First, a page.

Podesta's challenge puts EPA funding on hot seat

White House senior adviser John Podesta threw down the gauntlet to congressional Republicans on attempts to minimize damage being done to the economy by President Obama's environmental regulations. "All I would say is that those have zero percent chance of working. We're committed to moving forward with those rules," he said. "We're committed to maintaining the authority and the president's authority to ensure that the Clean Air Act is fully implemented."

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Beyond the audacity and inappropriateness of a presidential adviser weighing in on an agency's regulatory work before the finalization of any regulation, at its core the statement by the former head of the far-left Center for American Progress demonstrates a complete disregard for congressional prerogative.

Since Podesta seems to feel that the executive branch holds a magic power wand, exempt from the legislative branch's oversight, I thought I'd remind him of the way the Constitution is supposed to work in the hopes that those in the legislative branch take their responsibilities to heart.

Congress has the power of the purse, and can defund any aspect of the federal government that they choose, which includes Podesta's unelected, unconfirmed position, as well as Environmental Protection Agency (EPA) regulation-writers and enforcement activity on any regulation. All they need is the will to do it.

Perhaps Podesta's hubris-laden contempt for Congress will finally force the legislative branch to target Obama's elitist environmental policies that are destroying America's middle class. The president cannot force Congress to fund anything. He can veto legislation that does not contain funding he desires, shutting down the government in a green tantrum, but he cannot spend a dime that Congress does not appropriate. This is why, if the Senate swings Republican after the 2014 election, Congress should make Podesta eat his words.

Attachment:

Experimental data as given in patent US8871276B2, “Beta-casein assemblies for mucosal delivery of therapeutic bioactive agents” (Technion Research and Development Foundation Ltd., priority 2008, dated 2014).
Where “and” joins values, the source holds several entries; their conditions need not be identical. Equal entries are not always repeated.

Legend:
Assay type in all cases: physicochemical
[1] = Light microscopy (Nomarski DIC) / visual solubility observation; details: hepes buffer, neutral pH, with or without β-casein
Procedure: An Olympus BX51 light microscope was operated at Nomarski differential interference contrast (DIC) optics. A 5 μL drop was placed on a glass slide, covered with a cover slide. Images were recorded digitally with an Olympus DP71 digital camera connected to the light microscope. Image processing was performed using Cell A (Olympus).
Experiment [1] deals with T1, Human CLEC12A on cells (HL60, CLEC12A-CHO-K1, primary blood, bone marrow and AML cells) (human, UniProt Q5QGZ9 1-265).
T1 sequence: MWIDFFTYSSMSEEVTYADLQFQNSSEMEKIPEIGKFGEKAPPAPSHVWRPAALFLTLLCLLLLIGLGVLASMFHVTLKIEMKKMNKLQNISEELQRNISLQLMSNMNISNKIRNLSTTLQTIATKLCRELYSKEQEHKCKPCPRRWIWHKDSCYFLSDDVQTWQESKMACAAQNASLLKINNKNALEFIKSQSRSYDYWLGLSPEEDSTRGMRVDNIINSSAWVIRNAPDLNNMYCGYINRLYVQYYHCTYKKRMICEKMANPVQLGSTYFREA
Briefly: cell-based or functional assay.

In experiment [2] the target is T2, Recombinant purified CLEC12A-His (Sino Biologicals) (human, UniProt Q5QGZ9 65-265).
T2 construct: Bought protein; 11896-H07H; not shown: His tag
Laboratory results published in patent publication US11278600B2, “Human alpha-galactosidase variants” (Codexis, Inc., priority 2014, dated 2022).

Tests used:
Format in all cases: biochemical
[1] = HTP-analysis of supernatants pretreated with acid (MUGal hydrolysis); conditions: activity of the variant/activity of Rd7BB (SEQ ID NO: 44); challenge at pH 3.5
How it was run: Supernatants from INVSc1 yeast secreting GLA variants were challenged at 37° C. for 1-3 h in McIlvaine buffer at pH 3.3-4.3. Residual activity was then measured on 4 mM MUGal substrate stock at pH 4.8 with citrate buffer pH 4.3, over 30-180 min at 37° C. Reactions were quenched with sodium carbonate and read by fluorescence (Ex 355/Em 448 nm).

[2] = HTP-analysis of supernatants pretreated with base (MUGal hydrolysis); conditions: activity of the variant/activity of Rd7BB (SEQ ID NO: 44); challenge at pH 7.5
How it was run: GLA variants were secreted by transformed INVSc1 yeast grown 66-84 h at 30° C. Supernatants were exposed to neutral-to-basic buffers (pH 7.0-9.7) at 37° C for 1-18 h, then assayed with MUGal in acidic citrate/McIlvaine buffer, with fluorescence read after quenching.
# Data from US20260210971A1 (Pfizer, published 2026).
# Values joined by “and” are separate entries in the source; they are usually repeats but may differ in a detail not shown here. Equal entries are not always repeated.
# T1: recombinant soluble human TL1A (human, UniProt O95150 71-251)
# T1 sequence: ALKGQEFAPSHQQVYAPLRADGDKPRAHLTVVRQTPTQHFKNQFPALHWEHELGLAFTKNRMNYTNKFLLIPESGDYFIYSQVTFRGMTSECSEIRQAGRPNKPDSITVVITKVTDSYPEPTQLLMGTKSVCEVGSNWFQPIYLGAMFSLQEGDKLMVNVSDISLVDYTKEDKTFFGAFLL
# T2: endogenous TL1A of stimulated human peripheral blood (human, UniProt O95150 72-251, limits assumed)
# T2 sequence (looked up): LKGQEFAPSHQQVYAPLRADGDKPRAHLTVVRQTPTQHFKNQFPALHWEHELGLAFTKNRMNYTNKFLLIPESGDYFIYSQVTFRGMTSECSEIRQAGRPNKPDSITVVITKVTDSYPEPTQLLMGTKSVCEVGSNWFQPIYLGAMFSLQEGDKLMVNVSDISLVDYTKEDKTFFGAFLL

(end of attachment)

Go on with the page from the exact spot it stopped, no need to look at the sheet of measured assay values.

This year, the House needs to spend time identifying areas within the EPA and Departments of Interior and Energy that should be stripped of funding in preparation for possible Republican control of the Senate in 2015. If Republicans win the Senate, the job is easier, but even if they only still control the House, the job is not impossible if the House majority decides to assert its authority and refuses to give funding to Obama's pet programs without specific regulatory changes.

It can be done, and if House Minority Leader Nancy Pelosi (D-Calif.) were Speaker and the shoe were on the other foot, she would do it.

The only question is whether congressional Republicans will collectively muster the testosterone that runs through her veins and stand up for our nation's workers against those who sacrifice good-paying middle class, blue-collar jobs in an attempt to redistribute our nation's wealth to the rest of the world.

Podesta has called out congressional Republicans, and he is betting that they will curl up in a ball and tepidly accept the new post-constitutional reality being imposed by Obama. For the sake of the future of our nation's constitutional separation of powers, let's hope he is wrong.

Manning (@rmanning957) is vice president of public policy and communications for Americans for Limited Government. Contact him at rmanning@getliberty.org.